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BEIJING, Feb 19 (Reuters) - A secretive Chinese military unit is believed to be behind a prolific series of hacking attacks, a U.S. computer security company said, contradicting claims by China's government that it is not involved in such operations.
The report by Mandiant identified the People's Liberation Army's Shanghai-based Unit 61398 as the most likely driving force behind the hacking. Mandiant said it believed the unit had carried out "sustained" attacks on a wide set of industries.
"The nature of 'Unit 61398's' work is considered by China to be a state secret; however, we believe it engages in harmful 'Computer Network Operations'," Mandiant said in the report released in the United States on Monday.
"It is time to acknowledge the threat is originating in China, and we wanted to do our part to arm and prepare security professionals to combat that threat effectively," it said.
China's Defence Ministry did not immediately respond to faxed questions about the report on Tuesday.
Unit 61398 is located in Shanghai's Pudong district, China's financial and banking hub, and is staffed by perhaps thousands of people proficient in English as well as computer programming and network operations, the report said.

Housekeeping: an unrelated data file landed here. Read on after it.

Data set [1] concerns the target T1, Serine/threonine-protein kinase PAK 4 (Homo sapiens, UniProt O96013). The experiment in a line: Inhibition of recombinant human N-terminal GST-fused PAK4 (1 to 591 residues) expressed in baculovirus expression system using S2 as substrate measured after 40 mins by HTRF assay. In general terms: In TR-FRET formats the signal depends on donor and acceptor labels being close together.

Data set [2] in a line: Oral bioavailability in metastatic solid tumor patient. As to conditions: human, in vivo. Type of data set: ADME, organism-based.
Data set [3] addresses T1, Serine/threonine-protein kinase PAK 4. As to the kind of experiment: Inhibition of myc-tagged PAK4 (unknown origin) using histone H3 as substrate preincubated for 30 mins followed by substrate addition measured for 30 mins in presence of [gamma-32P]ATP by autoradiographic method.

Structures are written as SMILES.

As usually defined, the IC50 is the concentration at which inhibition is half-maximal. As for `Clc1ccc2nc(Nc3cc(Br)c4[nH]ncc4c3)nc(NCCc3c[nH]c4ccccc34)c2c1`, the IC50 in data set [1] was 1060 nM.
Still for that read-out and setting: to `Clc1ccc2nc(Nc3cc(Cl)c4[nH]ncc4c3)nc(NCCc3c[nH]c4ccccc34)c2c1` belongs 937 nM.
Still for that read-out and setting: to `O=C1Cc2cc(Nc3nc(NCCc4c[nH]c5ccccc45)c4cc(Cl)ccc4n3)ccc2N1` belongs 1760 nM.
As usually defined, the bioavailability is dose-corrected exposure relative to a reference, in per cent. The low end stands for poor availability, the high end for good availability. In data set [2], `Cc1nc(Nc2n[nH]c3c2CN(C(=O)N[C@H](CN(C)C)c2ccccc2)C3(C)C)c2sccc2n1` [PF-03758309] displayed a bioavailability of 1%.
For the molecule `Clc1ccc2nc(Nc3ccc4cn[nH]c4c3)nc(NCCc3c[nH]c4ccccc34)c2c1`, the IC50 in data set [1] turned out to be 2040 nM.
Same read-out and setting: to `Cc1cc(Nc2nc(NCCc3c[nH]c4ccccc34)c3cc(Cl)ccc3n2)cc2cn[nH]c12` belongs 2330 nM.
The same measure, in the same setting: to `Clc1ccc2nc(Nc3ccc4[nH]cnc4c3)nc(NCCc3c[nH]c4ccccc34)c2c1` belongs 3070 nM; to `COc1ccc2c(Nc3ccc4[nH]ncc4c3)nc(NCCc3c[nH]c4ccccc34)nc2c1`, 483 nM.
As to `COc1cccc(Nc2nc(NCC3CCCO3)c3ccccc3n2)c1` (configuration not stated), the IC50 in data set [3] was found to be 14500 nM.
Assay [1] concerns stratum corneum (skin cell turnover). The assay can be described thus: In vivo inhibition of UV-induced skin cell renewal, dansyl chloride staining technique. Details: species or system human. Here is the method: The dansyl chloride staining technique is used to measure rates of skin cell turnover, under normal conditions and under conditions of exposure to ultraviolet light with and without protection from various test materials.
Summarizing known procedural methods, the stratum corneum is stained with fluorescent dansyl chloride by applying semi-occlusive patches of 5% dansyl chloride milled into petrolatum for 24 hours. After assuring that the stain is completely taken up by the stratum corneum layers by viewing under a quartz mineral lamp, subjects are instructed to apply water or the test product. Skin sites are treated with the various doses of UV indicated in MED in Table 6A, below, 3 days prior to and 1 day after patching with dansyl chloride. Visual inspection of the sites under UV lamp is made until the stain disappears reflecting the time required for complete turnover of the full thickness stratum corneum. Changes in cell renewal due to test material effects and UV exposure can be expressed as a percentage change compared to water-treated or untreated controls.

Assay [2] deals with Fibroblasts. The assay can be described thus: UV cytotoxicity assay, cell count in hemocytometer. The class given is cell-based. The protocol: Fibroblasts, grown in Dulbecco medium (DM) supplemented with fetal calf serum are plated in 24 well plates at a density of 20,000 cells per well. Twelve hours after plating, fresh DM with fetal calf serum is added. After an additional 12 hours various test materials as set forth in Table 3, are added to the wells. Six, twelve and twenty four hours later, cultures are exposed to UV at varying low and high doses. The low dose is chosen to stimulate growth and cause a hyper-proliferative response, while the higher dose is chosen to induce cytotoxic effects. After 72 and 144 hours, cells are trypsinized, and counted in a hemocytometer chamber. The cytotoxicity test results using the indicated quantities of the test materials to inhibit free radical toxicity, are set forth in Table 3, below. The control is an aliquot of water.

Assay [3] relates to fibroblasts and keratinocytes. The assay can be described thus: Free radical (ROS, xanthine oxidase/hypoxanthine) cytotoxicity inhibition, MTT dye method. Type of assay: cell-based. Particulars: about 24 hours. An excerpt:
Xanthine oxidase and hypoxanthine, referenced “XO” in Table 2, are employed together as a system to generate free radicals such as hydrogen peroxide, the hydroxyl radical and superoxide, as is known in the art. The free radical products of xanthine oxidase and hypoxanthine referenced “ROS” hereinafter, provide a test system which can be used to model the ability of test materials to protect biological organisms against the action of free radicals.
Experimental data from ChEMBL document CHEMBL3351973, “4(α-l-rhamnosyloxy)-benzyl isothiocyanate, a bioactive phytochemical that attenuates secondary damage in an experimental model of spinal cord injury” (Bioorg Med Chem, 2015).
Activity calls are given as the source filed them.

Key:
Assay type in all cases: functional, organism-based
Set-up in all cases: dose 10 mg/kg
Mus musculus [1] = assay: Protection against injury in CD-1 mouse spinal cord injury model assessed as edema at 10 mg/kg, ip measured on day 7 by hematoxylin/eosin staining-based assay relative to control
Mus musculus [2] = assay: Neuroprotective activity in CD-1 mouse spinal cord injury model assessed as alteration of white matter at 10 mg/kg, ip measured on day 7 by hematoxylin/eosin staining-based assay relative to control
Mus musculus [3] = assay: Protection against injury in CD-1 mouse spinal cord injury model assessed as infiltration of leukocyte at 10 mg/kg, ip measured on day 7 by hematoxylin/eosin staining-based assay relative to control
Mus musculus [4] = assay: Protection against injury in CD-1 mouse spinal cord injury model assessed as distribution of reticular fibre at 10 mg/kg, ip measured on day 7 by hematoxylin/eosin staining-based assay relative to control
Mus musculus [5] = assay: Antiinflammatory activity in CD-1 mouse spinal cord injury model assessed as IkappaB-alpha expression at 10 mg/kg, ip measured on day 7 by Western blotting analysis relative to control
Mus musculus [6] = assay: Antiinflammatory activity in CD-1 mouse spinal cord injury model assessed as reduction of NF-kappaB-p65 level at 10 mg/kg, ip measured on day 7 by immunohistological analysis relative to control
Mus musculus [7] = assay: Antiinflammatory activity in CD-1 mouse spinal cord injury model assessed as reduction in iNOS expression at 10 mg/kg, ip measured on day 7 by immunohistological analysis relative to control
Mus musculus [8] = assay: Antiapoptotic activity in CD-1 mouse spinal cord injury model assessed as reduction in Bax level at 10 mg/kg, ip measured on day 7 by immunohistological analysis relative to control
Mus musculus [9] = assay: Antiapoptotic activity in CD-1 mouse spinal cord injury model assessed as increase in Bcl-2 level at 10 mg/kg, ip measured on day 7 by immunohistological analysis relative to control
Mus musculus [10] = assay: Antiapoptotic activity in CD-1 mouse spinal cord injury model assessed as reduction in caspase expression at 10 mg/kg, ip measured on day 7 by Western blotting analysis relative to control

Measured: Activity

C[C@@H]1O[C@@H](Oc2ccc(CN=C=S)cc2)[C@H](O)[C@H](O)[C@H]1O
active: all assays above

The unit has stolen "hundreds of terabytes of data from at least 141 organisations across a diverse set of industries beginning as early as 2006", it said.
Most of the victims were located in the United States, with smaller numbers in Canada and Britain. The information stolen ranged from details on mergers and acquisitions to the emails of senior employees, the report said.
The Chinese government has consistently denied being involved in such activities. Experts scoff at the denials.
"The PLA plays a key role in China's multi-faceted security strategy, so it makes sense that its resources would be used to facilitate economic cyber espionage that helps the Chinese economy," said Dmitri Alperovitch, chief technology officer and co-founder of CrowdStrike, one of Mandiant's competitors. (Reporting by Ben Blanchard; Additional reporting by Jim Finkle in BOSTON; Editing by Paul Tait)